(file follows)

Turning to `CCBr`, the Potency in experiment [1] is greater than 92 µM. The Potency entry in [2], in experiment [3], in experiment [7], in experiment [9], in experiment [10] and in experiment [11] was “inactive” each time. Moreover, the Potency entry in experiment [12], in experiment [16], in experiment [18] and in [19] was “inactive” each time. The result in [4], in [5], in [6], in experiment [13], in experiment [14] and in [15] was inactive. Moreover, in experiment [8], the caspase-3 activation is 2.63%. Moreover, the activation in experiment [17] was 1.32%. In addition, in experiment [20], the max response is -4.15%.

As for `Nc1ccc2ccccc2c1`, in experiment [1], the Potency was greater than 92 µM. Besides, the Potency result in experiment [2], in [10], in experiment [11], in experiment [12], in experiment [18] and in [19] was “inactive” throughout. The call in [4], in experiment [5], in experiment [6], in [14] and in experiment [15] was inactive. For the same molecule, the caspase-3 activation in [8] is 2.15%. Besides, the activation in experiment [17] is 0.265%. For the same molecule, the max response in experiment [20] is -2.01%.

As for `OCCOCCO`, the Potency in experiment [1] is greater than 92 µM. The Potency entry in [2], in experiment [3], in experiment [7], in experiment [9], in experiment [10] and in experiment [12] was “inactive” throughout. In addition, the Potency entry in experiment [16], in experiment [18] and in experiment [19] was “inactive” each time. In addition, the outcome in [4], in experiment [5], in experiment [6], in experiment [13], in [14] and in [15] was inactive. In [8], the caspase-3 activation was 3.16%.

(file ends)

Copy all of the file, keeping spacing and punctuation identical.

Turning to `CCBr`, the Potency in experiment [1] is greater than 92 µM. The Potency entry in [2], in experiment [3], in experiment [7], in experiment [9], in experiment [10] and in experiment [11] was “inactive” each time. Moreover, the Potency entry in experiment [12], in experiment [16], in experiment [18] and in [19] was “inactive” each time. The result in [4], in [5], in [6], in experiment [13], in experiment [14] and in [15] was inactive. Moreover, in experiment [8], the caspase-3 activation is 2.63%. Moreover, the activation in experiment [17] was 1.32%. In addition, in experiment [20], the max response is -4.15%.

As for `Nc1ccc2ccccc2c1`, in experiment [1], the Potency was greater than 92 µM. Besides, the Potency result in experiment [2], in [10], in experiment [11], in experiment [12], in experiment [18] and in [19] was “inactive” throughout. The call in [4], in experiment [5], in experiment [6], in [14] and in experiment [15] was inactive. For the same molecule, the caspase-3 activation in [8] is 2.15%. Besides, the activation in experiment [17] is 0.265%. For the same molecule, the max response in experiment [20] is -2.01%.

As for `OCCOCCO`, the Potency in experiment [1] is greater than 92 µM. The Potency entry in [2], in experiment [3], in experiment [7], in experiment [9], in experiment [10] and in experiment [12] was “inactive” throughout. In addition, the Potency entry in experiment [16], in experiment [18] and in experiment [19] was “inactive” each time. In addition, the outcome in [4], in experiment [5], in experiment [6], in experiment [13], in [14] and in [15] was inactive. In [8], the caspase-3 activation was 3.16%.